Diagnosis Negative: Black People’s Distrust of the U.S. Medical System Explained


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Announcement of the Covid-19 vaccine birthed multiple end-of-days conspiracies online. Like the one that claimed a syringe shot contains microchip locators marked by Thanos because he doesn’t understand Find My iPhone. Jokes aside, Black people’s distrust of government involvement in medicine and science goes far beyond the average anti-vaccine social media rant.

Case and point: Physician J. Marion Simms (1813 –1883). Often called “The Father of Modern Gynecology”, his innovations in tools and surgical techniques for women’s reproductive health were at the expense of Black women’s bodies. His research focused on enslaved Black women without anesthesia—caring less than a teardrop for moral or medical ethics. Simms was a pioneer in the “Black people don’t feel pain” theory.

 That same theory existed in the white medical minds behind the Tuskegee Syphilis Experiment (1932–1972). The study’s purpose was to observe untreated syphilis history among Black men who were told by the federal government that they were receiving treatment. A good ol’ fashioned American lie. These historical, intentional malpractices strengthened white entitlement over Black bodies and broadened the divide between Black people’s trust and the medical/science field.

Henrietta Lacks’s story (1920 –1951) is yet another example. A Black woman who had cervical cancer is credited for being the first immortalized human cell line in medical research. But doctors used Lacks’s cells without consent while publicly and consistently using her name in medical documents, unbeknownst to the family who discovered this years after her death.

The same disregard for Black women’s consent is chronicled in a Netflix documentary about the1980s crack epidemic called Crack. In this case, it was the Medical University of South Carolina and a white nurse named Shirley Brown (at the 56:10 mark). Brown convinced pregnant Black women to admit their drug use. Instead of providing help for their addictions, she took it a step further by secretly giving their information to local law enforcement who would arrest those same Black women while still pregnant or shortly after giving birth.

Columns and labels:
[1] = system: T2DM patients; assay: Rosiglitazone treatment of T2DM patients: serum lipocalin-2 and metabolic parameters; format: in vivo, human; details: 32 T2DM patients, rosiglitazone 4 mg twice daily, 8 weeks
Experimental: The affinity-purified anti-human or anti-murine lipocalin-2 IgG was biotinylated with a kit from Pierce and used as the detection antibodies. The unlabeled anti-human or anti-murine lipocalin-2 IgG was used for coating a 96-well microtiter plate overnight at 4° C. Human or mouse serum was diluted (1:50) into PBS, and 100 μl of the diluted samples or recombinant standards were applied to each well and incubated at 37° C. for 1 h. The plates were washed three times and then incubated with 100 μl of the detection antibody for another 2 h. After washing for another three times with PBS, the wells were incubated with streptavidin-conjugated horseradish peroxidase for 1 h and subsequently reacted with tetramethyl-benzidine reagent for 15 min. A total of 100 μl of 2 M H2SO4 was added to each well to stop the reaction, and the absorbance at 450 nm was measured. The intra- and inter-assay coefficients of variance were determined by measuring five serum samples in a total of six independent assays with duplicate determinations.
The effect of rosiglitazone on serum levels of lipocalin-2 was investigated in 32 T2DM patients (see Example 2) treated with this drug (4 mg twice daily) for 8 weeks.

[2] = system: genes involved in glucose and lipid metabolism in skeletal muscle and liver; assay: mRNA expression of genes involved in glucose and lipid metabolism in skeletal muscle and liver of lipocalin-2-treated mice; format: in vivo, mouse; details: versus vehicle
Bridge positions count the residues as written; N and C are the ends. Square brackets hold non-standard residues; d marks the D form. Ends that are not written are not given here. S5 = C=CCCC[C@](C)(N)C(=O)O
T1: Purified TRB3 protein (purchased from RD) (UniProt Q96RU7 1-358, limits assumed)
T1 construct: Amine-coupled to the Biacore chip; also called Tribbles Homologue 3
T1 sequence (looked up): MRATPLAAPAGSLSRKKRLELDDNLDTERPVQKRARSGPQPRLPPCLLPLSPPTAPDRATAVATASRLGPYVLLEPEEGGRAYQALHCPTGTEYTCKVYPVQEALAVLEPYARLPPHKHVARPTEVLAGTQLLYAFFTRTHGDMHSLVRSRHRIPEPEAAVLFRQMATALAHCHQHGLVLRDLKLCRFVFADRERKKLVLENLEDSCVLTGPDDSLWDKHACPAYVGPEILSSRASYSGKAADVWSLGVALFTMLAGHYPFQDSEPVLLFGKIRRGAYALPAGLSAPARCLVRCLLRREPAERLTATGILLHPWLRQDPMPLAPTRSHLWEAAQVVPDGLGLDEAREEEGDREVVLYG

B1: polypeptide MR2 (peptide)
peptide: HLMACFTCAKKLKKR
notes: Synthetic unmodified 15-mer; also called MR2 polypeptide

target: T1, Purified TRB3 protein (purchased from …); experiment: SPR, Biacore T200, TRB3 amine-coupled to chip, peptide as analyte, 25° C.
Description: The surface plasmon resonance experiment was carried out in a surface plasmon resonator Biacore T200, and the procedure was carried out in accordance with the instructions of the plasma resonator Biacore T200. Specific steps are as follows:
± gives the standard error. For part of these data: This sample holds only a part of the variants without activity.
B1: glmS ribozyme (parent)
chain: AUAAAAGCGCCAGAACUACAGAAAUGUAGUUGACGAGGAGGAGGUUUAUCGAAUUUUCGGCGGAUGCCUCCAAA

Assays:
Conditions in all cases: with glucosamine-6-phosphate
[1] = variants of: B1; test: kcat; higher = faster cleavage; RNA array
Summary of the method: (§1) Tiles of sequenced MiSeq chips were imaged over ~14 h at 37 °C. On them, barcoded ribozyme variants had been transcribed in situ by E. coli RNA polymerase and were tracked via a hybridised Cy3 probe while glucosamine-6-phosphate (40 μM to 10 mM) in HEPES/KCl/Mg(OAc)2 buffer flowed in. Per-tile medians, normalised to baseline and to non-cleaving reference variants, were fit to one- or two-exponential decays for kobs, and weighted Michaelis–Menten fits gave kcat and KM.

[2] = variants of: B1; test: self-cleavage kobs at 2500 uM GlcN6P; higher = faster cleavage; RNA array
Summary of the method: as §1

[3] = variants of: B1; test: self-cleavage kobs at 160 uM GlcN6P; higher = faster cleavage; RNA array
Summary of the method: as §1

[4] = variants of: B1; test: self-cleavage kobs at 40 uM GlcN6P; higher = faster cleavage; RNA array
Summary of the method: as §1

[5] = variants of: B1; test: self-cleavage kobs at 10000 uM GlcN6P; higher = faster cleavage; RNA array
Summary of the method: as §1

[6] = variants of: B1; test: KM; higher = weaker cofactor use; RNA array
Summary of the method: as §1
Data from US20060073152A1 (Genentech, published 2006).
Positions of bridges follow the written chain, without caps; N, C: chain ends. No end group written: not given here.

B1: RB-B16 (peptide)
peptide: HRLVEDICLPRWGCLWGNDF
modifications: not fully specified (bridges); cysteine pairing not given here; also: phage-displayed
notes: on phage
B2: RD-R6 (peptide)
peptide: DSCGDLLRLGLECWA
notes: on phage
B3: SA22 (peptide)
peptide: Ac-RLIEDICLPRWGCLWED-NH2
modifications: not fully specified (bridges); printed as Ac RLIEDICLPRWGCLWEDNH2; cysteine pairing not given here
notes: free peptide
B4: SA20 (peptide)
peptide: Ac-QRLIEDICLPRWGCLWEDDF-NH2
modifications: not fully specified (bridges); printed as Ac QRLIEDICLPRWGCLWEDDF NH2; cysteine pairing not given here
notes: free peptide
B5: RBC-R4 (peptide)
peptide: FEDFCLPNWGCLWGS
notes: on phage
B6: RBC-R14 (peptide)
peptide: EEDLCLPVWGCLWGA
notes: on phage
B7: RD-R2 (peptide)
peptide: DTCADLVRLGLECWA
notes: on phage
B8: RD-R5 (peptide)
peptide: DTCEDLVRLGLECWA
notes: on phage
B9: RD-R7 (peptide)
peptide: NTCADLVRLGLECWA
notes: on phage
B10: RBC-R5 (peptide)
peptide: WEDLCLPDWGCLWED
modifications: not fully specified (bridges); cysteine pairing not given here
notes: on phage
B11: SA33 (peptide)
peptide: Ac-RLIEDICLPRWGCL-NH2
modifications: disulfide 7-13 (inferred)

America’s historically documented white medical advancement at the expense of Black life contributes to Black distrust towards government-sponsored science and medicine. Despite decades of Coronavirus research, the U.S. government’s urgency to distribute a vaccine appears to be motivated not by the desire to improve health outcomes for Black people (who are disproportionately affected by COVID-19) but to continue gaining wealth from the labor of the Black essential worker.

Black folks’ doubts of medicine and science are not solely the influence of YouTube theories that suggest vaccines transform people into robots that God sends to Hell. Black people’s skepticism comes from real-life trauma and generations of experience as victims of a perverse, white fascination disguised as research. 

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